March hits candidates’ silence on U.S. wars

WW photo: Brenda RyanHundreds of people rallied in New York’s busy Herald Square on March 13 for a day of Peace and Solidarity. Called by the United National Antiwar Coalition (UNAC), the protest called attention to the fact that none of the major candidates are speaking about the U.S. wars and interven­tions happening in many parts of the world.

The protest called for an “End to the Wars at Home and Abroad.” This was reflected by banners and signs that included, “Money for Jobs and People’s Needs, not War,” “Rebuild Flint! Rebuild our Cities! End the Wars,” “Defend the Black Lives Matter movement” and “No to ­Islamophobia.”

A number of groups supported the rally, including the International Action Center, the Islamic Leadership Council of New York, Al-Awda: The Palestine Right to Return Coalition, BAYAN USA, the People’s Organization for Progress, the U.S. Peace Council, World Can’t Wait, World Beyond War, the Haiti Support Network, Action 21, the Syrian American Will Association, the Manhattan Greens and many others.

The rally was chaired by leaders of ­UNAC-affiliated groups, including UNAC co-coordinator Joe Lombardo, Sara Flounders of the International Action Center, Margaret Kimberley of Black Agenda Report, Nat from BAYAN USA and Terrea Mitchell of the People’s Power Assembly.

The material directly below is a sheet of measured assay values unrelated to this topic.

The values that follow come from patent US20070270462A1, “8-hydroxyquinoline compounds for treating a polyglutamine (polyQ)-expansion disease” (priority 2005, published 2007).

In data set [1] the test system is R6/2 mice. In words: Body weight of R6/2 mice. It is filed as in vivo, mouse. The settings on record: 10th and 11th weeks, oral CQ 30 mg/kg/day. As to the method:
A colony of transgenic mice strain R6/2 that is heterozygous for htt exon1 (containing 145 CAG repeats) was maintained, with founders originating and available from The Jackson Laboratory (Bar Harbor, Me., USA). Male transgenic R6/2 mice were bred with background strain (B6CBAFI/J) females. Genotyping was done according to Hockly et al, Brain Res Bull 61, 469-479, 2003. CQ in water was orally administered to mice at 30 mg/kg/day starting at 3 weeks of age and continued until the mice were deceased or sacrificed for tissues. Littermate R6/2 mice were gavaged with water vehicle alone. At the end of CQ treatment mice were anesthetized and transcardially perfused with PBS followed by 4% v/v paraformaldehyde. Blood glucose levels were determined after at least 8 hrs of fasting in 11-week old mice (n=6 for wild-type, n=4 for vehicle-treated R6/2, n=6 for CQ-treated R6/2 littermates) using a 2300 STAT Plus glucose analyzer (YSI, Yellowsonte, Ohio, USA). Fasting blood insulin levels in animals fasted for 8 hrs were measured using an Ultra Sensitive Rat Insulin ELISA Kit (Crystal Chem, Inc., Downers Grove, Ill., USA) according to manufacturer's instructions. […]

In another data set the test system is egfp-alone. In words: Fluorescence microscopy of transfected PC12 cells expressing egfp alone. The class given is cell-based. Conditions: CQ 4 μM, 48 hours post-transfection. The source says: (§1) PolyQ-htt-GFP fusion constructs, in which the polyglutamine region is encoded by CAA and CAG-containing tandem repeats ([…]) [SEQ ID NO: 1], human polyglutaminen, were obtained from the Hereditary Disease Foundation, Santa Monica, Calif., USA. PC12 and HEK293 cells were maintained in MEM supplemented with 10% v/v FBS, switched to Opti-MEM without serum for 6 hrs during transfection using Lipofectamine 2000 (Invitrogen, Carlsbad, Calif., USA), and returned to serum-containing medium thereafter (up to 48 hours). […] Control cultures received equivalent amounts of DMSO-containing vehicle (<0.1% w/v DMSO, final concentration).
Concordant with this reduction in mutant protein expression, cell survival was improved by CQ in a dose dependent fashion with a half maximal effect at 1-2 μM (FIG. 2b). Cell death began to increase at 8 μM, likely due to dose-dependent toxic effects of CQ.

The Peace Poets, an inspiring group of local spoken-word performers, opened the rally. Poet Raymond Nat Turner and Filipino dancers from BAYAN USA also performed.

The speakers included Imam Abdul Rashid Talib of the Mosque of the Islamic Brotherhood and former president of the Islamic Leadership Council of New York City, Kathy Kelly of Voices for Creative Non-Violence, former Army Col. Ann Wright, president Al Marder of the U.S. Peace Council, Khaldoun Makhoul of the Syrian American Will Association, Nina Macapinlac of BAYAN USA, Lawrence Hamm of the People’s Organization for Progress, Flounders, Kimberley and many others.

After a two-hour rally, protesters took to the streets for a march to the United Nations. Along the route, they received many enthusiastic signs of support from people on the streets. At the U.N., others, including attorney Lynne Stewart, spoke and the Raging Grannies sang.

Though it is usually difficult to break into the corporate media in New York, the event got wide coverage, from local television and radio stations to many international news outlets.

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